F1 will stop in India "for the first time this week" as the Buddh Int'l Circuit makes its grand prix debut, according to Sarah Holt of the BBC. There is a "real sense of anticipation within the sport that the race outside the capital city of Delhi will add some spice to the season now [that] both championships have been settled -- as well as introducing a new global powerbroker into F1." F1 Management Chair Bernie Ecclestone "waited until the mid-Nineties before pursuing plans to add India to the calendar." An agreement to "stage the race in Greater Noida, a new city outside Delhi, was finally reached four years ago." The Indian government is "not committing any funds to the grand prix." A "private venture funded by construction specialists the Jaypee Group" has spent US$328M on the new track alone. The Buddh Int'l Circuit has been devised as the "centre piece of an ambitious 'Sports City', which will include hockey and tennis stadiums." Holt noted the "Indian potential audience is huge, with a population of 1.18 billion." However, a large population and a growing economy "does not necessarily make for a receptive audience -- as has been proved by the lacklustre response to the Chinese Grand Prix." TV audiences for the first grand prix event in India are "expected to rise above 30 [million], with an estimated 200,000 expected to watch from the grandstands over three days." Holt noted the "novelty of the first race is bound to lure in a new audience but sustaining both interest and growth in F1 when the circus leaves town is a different challenge" (, 10/24).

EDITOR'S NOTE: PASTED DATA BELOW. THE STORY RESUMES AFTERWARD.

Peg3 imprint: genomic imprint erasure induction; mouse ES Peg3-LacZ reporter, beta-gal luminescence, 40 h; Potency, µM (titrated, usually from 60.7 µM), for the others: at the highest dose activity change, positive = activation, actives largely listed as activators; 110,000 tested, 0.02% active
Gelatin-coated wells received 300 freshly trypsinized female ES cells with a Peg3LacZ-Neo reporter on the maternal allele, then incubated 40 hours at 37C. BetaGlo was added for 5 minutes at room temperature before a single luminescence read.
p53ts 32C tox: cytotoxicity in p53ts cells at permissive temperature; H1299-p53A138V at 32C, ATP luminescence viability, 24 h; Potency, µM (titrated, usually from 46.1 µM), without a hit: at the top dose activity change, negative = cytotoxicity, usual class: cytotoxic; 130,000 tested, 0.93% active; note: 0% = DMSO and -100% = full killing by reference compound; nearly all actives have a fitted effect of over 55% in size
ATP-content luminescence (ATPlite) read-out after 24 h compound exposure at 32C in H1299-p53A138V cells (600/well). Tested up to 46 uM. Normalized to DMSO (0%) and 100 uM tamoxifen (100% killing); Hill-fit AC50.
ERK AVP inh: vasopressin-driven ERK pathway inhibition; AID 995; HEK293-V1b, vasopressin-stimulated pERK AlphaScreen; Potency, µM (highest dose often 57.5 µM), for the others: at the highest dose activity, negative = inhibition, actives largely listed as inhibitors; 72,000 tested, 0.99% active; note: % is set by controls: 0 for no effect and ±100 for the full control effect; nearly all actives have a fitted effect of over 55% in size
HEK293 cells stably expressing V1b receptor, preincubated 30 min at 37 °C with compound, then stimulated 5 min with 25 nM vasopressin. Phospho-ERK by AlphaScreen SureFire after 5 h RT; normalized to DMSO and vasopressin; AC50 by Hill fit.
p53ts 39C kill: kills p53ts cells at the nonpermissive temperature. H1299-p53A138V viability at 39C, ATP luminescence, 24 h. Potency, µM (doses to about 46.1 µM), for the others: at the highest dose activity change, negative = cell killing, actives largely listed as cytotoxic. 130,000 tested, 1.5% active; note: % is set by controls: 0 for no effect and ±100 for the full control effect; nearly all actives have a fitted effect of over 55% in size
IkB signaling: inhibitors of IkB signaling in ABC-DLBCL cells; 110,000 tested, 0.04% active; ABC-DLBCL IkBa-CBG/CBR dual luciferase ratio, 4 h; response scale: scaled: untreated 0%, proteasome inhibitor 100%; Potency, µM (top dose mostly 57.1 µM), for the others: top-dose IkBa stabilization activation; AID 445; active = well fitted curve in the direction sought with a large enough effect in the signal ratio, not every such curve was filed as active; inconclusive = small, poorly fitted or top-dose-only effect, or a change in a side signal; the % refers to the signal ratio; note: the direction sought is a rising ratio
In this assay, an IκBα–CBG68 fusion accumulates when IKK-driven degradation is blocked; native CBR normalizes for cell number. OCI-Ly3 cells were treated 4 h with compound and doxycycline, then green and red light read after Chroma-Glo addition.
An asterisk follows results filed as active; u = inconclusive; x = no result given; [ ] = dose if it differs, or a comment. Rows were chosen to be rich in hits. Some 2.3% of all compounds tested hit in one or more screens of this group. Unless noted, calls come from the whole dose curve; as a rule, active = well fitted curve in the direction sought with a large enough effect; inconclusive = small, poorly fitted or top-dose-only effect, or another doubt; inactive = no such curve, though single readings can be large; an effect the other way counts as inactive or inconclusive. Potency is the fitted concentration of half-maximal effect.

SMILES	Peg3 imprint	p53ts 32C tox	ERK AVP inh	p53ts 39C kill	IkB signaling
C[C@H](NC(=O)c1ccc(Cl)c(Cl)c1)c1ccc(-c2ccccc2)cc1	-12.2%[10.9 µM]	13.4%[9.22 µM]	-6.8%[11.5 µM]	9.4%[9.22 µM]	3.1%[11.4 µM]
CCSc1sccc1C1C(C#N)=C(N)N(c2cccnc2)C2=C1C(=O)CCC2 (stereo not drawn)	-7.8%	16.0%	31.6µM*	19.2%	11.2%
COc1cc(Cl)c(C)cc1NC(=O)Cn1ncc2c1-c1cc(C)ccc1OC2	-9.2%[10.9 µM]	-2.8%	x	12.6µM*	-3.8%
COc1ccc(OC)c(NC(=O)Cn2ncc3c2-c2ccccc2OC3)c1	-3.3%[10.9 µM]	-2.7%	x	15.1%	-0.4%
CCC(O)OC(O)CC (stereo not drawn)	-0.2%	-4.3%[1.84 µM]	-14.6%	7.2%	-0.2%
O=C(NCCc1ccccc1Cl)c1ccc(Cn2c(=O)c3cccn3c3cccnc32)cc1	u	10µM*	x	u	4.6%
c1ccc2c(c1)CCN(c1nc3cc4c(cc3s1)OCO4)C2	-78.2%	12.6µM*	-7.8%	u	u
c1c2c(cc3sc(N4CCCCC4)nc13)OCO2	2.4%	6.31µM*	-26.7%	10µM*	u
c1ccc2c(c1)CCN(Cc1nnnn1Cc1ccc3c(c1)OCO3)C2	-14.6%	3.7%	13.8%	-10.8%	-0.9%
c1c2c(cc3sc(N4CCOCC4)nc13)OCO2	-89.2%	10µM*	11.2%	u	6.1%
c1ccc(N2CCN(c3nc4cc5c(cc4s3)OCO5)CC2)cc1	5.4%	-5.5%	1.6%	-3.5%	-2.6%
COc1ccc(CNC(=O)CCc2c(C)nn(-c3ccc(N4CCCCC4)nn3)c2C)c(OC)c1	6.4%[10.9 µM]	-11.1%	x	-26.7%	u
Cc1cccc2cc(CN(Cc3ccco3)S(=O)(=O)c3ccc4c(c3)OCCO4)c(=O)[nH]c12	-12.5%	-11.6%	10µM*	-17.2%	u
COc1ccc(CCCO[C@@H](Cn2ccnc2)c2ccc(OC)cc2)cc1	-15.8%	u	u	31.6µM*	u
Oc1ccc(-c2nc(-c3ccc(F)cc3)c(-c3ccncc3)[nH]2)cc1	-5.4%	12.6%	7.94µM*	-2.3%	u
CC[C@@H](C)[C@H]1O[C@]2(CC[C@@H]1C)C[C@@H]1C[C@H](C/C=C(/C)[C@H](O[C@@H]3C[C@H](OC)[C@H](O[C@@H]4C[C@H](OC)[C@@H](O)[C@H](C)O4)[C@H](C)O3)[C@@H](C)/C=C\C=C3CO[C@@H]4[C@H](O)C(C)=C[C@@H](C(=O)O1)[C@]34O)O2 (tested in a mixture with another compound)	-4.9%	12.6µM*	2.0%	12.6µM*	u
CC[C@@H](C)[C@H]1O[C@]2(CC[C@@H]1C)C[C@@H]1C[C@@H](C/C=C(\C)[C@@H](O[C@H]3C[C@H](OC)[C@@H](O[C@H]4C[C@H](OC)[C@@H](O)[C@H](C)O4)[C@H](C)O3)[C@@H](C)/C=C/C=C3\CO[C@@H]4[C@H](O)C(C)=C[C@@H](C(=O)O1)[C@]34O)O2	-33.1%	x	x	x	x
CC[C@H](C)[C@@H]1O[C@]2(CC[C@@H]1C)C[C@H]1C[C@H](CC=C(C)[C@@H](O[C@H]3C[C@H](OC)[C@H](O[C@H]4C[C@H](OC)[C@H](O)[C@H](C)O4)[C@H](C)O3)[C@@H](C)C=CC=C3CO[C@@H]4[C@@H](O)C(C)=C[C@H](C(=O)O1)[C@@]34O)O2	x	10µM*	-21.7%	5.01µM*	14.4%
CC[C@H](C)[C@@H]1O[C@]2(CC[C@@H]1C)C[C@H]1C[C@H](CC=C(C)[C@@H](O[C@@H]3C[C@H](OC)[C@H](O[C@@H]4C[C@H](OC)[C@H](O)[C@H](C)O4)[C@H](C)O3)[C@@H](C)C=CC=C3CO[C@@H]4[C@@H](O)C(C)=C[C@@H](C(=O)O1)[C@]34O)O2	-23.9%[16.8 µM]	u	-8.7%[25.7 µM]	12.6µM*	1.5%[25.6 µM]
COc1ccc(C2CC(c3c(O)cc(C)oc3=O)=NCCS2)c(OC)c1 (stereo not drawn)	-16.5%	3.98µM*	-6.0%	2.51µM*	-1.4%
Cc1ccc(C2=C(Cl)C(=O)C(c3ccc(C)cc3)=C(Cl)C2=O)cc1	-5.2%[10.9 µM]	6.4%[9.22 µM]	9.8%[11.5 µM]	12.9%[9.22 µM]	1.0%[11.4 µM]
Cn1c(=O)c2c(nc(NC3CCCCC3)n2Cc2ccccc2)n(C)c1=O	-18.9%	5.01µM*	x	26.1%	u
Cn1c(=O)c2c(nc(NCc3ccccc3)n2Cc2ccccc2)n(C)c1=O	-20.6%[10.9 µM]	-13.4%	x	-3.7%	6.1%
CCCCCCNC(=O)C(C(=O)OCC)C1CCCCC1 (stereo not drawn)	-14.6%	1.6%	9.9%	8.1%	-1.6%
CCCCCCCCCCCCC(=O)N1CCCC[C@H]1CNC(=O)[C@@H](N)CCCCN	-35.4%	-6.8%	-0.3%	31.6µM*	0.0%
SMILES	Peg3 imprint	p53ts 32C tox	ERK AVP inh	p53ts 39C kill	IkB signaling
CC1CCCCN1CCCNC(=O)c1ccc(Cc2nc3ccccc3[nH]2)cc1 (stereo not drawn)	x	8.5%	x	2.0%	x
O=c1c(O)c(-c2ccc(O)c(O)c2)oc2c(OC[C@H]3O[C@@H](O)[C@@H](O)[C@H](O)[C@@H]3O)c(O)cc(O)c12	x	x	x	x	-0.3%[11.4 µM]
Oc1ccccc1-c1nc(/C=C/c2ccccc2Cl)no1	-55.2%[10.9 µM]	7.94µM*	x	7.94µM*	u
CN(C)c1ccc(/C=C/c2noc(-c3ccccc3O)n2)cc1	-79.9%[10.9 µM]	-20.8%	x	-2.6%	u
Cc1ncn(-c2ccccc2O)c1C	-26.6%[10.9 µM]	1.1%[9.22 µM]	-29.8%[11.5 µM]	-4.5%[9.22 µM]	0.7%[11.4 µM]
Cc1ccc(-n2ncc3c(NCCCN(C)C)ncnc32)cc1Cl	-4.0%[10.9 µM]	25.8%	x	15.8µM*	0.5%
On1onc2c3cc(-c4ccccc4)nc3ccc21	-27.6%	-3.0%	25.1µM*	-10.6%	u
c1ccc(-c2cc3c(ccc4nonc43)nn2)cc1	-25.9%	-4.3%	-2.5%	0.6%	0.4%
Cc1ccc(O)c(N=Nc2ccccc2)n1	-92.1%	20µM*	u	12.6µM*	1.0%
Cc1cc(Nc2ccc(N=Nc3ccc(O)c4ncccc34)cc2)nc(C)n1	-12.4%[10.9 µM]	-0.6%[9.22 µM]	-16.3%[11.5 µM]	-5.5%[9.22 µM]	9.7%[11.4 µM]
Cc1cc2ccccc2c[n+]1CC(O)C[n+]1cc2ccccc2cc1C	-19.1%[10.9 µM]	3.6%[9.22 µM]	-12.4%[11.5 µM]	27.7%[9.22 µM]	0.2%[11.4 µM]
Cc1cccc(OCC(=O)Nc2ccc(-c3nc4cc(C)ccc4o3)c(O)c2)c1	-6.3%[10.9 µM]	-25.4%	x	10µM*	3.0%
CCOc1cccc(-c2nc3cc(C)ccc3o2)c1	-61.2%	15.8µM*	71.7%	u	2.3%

DRIVING GLOBALIZATION: REUTERS' Alistair Scrutton noted the race has "reignited India's perennial questioning of how far the country should go down the globalisation road." The event is "also just the latest example of international sports bodies ensuring they get a foot in this booming Asian marketplace with a huge advertising base of millions." India has "already attracted the attention of top European football clubs." But the "extravagance of the event and questions about land seizures to make way for the circuit have sparked criticism." The cheapest tickets are "about 2,500 rupees (about $50) -- about half the monthly wage of a cleaner," while the most expensive corporate boxes "go for about $200,000 -- and nearly all have been sold" (REUTERS, 10/25).